Campus Study Validates Opposing Some Israeli Policies in Yesha
A recent study conducted using students from Harvard University and the Massachusetts Institute of Technology has led to a debate by pro-Israel organizations on how the Jewish State should be defended on American college campuses. The Israel Project, a Washington-based Israel advocacy group, conducted the recent study which showed that even the most educated and decidedly pro-Israel students are hesitant to speak out in the face of anti-Zionist accusations. The study put 15 unsuspecting Jewish students from Harvard and MIT into a small room with 20 non-Jewish peers and prompted them to candidly discuss the State of Israel. The tone of the discussions quickly became strongly critical of the Jewish state and its policies but many of the Jewish participants were hesitant to rush to Israel’s defense.
Frank Luntz, the pollster who served as the group’s facilitator and who in an earlier TIP policy paper not only acknowledged that expelling Jewish residents from their homes in Judea and Samaria would constitute an “ethnic cleansing” but also recommended that pro-Israel advocates put forward this point, said he found the results of the study to be “horrifying.”
Jennifer Laszlo Mizrahi, founder of The Israel Project, which works primarily in the realm of media and public opinion, found the results so disturbing that she declined to post them on her organization’s internet site. “If it had been students from any other campuses I would not have been horrified. But this was the best and the brightest. I know it involved only 30 people and that’s not the same as an 800-person poll but its still problematic. A leader is a leader, and those who are selected to attend Harvard and MIT are more intelligent and successful than the vast majority of people.”
The problem, Mizrahi said, was “not that they [the Jewish students] were too open-minded, it is that they were too quiet.”
In a detailed memo describing the experiment, Luntz pointed out that the students did not know the religious or ethnic backgrounds of the other students in the room. They knew that they were being paid $100 for their opinions regarding United States foreign policy but they did not know the focus would be on the Middle East or Israel. For three hours the students, who with a few exceptions did not know one another, engaged in a candid discussion facilitated by Luntz.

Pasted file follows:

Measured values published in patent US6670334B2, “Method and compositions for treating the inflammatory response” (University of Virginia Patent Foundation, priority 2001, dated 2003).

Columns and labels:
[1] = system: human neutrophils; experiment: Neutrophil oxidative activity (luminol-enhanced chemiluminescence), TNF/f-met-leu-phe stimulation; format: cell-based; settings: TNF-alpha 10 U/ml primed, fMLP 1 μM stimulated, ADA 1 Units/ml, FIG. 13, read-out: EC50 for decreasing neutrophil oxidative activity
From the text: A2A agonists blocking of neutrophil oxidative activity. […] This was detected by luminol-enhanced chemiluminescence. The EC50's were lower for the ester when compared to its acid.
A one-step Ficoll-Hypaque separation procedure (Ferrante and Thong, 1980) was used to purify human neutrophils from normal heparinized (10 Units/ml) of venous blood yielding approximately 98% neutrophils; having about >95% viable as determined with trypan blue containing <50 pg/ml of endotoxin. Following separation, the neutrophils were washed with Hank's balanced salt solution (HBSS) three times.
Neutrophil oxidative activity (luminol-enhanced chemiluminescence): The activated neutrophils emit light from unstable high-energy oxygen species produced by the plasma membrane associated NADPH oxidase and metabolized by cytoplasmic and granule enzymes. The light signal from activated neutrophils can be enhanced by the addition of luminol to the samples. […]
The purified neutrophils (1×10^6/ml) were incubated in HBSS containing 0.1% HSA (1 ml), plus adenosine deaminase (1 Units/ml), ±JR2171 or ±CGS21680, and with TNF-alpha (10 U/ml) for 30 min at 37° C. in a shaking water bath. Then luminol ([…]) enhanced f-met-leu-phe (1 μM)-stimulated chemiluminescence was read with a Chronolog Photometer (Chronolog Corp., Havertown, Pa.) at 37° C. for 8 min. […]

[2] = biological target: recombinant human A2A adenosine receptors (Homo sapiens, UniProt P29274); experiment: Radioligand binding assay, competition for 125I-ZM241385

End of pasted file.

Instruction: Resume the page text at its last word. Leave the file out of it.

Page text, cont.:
“Needless to say, the results of the group were truly eye-opening,” he wrote. “They’re perhaps best summarized by the following exchange, which took place early on in the session. When we first started discussing Israel, it was only a matter of minutes before the phrase ‘the Israel lobby’ was uttered, along with direct references to Jewish money. The problem, frankly, wasn’t that these terms and topics were broached. The problem was the type of negativity directed toward them. This is Harvard and MIT, and yet none of the Jewish students interjected during this exchange to offer an opposing viewpoint. The question you should be asking is not why smart Jewish students are having so much trouble on American college campuses, but instead, why these students are not standing up for Israel. You can’t blame the institutions when the students who attend them are the ones at fault.”
Matthew Cohen, president of the Harvard Students for Israel and the only student in the focus group who was not promised anonymity due to his high-profile position on campus, said he felt he handled himself better than Luntz’s analysis suggests. He argued that he was one of the few who spoke out in opposition to the anti-Israel comments but added that in retrospect he could have done more.
Mizrahi attempted to add a positive spin to the results of the study by comparing them to a similar test conducted in 2002 that found many Jewish students from the same two schools to have much less knowledge of and emotional connection to Israel. “The Jewish students were much more informed and comfortable with Israel. But the problem is that the best and brightest still don’t have it in their kishkas to stand up for Israel under the social pressure of their peers… It didn’t happen and it’s disappointing because they are knowledgeable. Most knew the answers and are very aware of the issues.”